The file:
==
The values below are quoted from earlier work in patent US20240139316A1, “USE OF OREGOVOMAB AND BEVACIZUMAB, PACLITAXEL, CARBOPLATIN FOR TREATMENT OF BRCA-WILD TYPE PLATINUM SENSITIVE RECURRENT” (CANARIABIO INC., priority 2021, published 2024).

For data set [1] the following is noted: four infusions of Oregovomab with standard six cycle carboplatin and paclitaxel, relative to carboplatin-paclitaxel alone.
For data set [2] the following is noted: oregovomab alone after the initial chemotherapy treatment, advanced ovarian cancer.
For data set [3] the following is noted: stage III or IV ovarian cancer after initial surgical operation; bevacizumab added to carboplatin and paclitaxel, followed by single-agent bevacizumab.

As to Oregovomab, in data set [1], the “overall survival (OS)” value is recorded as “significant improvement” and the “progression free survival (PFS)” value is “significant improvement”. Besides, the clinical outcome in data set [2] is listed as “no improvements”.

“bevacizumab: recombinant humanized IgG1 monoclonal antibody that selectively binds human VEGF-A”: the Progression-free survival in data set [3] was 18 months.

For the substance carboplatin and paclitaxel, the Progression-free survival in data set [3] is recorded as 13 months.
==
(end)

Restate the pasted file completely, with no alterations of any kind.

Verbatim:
The values below are quoted from earlier work in patent US20240139316A1, “USE OF OREGOVOMAB AND BEVACIZUMAB, PACLITAXEL, CARBOPLATIN FOR TREATMENT OF BRCA-WILD TYPE PLATINUM SENSITIVE RECURRENT” (CANARIABIO INC., priority 2021, published 2024).

For data set [1] the following is noted: four infusions of Oregovomab with standard six cycle carboplatin and paclitaxel, relative to carboplatin-paclitaxel alone.
For data set [2] the following is noted: oregovomab alone after the initial chemotherapy treatment, advanced ovarian cancer.
For data set [3] the following is noted: stage III or IV ovarian cancer after initial surgical operation; bevacizumab added to carboplatin and paclitaxel, followed by single-agent bevacizumab.

As to Oregovomab, in data set [1], the “overall survival (OS)” value is recorded as “significant improvement” and the “progression free survival (PFS)” value is “significant improvement”. Besides, the clinical outcome in data set [2] is listed as “no improvements”.

“bevacizumab: recombinant humanized IgG1 monoclonal antibody that selectively binds human VEGF-A”: the Progression-free survival in data set [3] was 18 months.

For the substance carboplatin and paclitaxel, the Progression-free survival in data set [3] is recorded as 13 months.